As the world of work continues to shift and change, we need to design workplace experiences that reflect the new world order. With the Covid pandemic altering how, when, and where people now wish to work, companies who want to attract and retain the best talent must reassess their workplaces to create a people-centred experience.
The workforce and the workplace are changing
The rise of remote working has changed the workplace, literally and figuratively. These days workplaces must offer value to the people who either work in or visit them. In turn, these workplaces create value for the organisation itself. Workplaces are simultaneously value propositions that attract employees and customers and value-creating systems that add to the bottom line.
A workforce is not a fixed or static entity. It is a continually changing system of energies, talents, expectations, and life stories, and these all create value for an organisation. A workplace is not just a building and its facilities: it is more than the sum of its parts. A workplace is a system of cultural values, human interactions, and interdependent services loosely bound by physical premises.
The boundaries between the workforce and workplace and work and home are becoming increasingly porous as our daily experiences of work with everything else in our lives blend.
How does the workplace create value?
Value-creating propositions are made tangible not just through the physical architecture of a workplace and how it is laid out, but also through what happens in the building. A workplace is valuable for what it enables, the thinking it unlocks, the culture it inspires and supports: in other words, the experiences it creates.
How do you unlock value from your workplace with people-centred service design?
Firstly, you need to design your workplace value proposition. Once you have this, you can create a space that facilitates this proposition and the company culture, along with the services, personal development opportunities, and valuable experiences for the people within.
The 10 principles for designing people-centred workplace experiences
- Design a cultural destination for your company
A workplace can express an organisation’s culture and values, which has become even more relevant as teams work remotely, with many viewing the office as their least productive workplace.
- View employees as guests whose stays you wish to extend
Buildings are not just about the facilities available: it’s more about the experience. So, design a premium hospitality experience for your employees and visitors. Create a service culture for your frontline and back-office teams and set a clear vision for service, behaviours, employee services standards, and ‘signature’ service moments.
- Embody the positives in the lives and cultures of the people you employ
It is essential for the culture and values of a company to be reflected in day-to-day workplace practices. For the same reasons, creating opportunities and experiences that reflect the lives and cultures of the people you employ can be just as necessary.
- Design workspaces as mixed-use ‘playgrounds’
Less and less work happens at fixed workstations. Collaboration requires more than just meeting rooms with whiteboards. Home working has shown how small, ad-hoc conversations can be just as productive as large formal meetings and workshops, if not more so. People should be able to find a place to match their preferred modes of working.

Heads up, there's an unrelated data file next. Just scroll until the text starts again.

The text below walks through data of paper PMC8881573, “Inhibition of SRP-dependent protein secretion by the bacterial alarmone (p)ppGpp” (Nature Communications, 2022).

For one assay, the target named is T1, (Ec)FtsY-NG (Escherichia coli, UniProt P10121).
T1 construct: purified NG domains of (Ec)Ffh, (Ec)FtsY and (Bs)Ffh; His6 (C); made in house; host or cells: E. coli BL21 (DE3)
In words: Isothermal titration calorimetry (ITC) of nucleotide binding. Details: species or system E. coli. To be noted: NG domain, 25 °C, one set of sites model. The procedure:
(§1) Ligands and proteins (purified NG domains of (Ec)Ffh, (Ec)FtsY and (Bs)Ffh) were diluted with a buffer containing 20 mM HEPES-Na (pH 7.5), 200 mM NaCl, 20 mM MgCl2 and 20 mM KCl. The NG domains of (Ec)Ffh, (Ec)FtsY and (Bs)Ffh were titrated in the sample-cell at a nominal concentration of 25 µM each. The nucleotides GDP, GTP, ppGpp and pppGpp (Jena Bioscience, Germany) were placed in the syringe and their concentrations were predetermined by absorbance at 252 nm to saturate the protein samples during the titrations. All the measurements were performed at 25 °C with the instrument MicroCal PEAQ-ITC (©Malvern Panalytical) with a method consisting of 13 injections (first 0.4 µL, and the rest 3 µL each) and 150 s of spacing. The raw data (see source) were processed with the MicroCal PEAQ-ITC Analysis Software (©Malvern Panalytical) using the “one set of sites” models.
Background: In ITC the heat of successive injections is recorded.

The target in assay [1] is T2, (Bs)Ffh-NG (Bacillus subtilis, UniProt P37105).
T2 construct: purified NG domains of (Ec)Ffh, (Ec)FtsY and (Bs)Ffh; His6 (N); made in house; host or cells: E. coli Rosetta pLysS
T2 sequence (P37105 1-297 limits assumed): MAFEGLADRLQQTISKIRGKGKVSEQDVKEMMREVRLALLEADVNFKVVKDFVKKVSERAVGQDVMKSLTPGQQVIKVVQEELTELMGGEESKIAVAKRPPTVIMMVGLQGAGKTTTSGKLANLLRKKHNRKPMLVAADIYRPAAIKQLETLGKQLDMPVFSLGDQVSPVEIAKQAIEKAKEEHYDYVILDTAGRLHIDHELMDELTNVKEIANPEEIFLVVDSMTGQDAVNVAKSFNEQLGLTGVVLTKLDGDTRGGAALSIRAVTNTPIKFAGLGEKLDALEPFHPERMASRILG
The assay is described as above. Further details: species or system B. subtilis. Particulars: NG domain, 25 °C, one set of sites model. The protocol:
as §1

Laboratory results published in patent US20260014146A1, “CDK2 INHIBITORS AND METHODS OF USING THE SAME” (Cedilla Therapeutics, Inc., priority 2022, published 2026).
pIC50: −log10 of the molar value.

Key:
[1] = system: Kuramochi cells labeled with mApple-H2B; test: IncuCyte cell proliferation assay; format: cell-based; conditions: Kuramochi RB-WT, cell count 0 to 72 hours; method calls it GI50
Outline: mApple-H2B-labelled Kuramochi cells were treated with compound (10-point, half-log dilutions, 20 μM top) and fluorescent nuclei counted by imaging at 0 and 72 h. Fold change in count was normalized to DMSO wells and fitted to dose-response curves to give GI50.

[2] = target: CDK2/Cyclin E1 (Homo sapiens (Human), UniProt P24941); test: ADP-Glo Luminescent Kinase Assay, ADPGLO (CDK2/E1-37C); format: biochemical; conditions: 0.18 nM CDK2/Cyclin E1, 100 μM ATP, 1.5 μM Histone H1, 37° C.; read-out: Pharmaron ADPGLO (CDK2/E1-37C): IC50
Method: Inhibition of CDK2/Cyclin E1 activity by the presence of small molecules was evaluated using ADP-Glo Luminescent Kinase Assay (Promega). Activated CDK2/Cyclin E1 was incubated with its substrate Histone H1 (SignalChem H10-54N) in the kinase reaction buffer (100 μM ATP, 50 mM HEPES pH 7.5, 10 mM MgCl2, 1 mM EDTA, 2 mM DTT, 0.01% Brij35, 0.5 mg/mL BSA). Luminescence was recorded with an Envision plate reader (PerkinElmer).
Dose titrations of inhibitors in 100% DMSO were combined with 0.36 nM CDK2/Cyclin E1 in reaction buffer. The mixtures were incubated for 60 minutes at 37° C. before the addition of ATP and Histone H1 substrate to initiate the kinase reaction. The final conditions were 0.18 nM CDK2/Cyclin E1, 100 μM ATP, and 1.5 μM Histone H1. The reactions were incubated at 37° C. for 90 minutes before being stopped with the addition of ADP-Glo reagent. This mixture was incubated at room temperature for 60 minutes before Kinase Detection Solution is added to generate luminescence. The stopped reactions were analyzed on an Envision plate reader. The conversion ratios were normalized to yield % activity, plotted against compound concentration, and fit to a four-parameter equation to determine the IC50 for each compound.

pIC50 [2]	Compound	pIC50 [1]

- Provide social spaces and opportunities to connect, not just desks
Design for your hybrid working policy and recognise that, for some, the workplace is no longer the most productive place to work. The office is more relevant as a social space to make meaningful connections and maintain personal working relationships and friendships.
- Create an architecture the company and its people can experiment within
It may feel counter-intuitive, but ‘under designing’ a workplace will help ensure spaces are put together elegantly as new needs emerge. Focus on providing the people, skills, and a kit of parts (experimentation resources and support) that permit this.
- Design for the life stages of your workforce
People need and expect different things from a workplace as they progress through their working life. People socialise and prioritise their time differently, so ensure this is reflected in your workplace experience.
- Use technologies that offer seamless, invisible interactions with the building and its services
By focusing on software and services rather than tech hardware, tech-enabled services and experiences can be personalised and evolve. A workplace-services platform can be designed for resident and third-party services to operate within a premises.
- Design excellent eating and well-being services and experiences
People eat and manage their time and well-being in many ways. The design of eating and well-being services and experiences should respond to this diversity and reflect people’s lives outside work.
- Design aspirational spaces and experiences that people feel privileged to be a part of
Everyone sees work in their own individual way. While not everyone loves their job, we are all flattered and made to feel special when invited into high-quality, exciting, and exclusive settings. Such spaces encourage us to feel valued and supported, inspiring us to give more.
Here at Engine, we believe in the power of the service design process. Well-designed, people-centred workplace experiences are necessary for a positive employee experience and the future growth of forward-thinking companies. Designing around these 10 principles will help you get your workspaces right.
We would love to share our expertise with you, so why not get in touch? We can help you create a people-centred workplace experience that will make a difference.